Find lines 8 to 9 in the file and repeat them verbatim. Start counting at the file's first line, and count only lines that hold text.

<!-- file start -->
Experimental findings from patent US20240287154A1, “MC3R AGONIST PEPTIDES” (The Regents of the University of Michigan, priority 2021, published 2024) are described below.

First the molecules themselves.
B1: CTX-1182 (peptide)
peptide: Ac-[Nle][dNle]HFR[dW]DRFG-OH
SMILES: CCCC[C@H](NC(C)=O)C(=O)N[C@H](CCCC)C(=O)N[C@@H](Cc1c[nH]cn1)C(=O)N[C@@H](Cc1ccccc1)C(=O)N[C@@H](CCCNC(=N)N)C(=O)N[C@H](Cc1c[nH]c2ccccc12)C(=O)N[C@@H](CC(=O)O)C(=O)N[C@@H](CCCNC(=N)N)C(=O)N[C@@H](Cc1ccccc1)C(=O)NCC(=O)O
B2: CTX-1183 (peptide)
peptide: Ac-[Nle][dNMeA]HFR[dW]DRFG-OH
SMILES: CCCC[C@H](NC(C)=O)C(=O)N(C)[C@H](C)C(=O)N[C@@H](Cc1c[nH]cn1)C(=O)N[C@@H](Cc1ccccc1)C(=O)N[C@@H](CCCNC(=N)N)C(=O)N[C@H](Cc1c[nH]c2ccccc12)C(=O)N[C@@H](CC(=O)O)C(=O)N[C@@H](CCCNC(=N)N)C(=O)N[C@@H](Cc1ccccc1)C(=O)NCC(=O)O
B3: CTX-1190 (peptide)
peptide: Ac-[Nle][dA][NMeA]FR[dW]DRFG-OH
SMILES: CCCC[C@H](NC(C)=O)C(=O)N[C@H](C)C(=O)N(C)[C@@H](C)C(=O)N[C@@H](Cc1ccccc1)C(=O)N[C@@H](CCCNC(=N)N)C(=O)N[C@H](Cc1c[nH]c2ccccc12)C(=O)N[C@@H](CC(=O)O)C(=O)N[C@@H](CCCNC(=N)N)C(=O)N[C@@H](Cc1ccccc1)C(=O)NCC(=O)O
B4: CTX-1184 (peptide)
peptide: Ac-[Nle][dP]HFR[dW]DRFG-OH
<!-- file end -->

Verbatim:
SMILES: CCCC[C@H](NC(C)=O)C(=O)N(C)[C@H](C)C(=O)N[C@@H](Cc1c[nH]cn1)C(=O)N[C@@H](Cc1ccccc1)C(=O)N[C@@H](CCCNC(=N)N)C(=O)N[C@H](Cc1c[nH]c2ccccc12)C(=O)N[C@@H](CC(=O)O)C(=O)N[C@@H](CCCNC(=N)N)C(=O)N[C@@H](Cc1ccccc1)C(=O)NCC(=O)O
B3: CTX-1190 (peptide)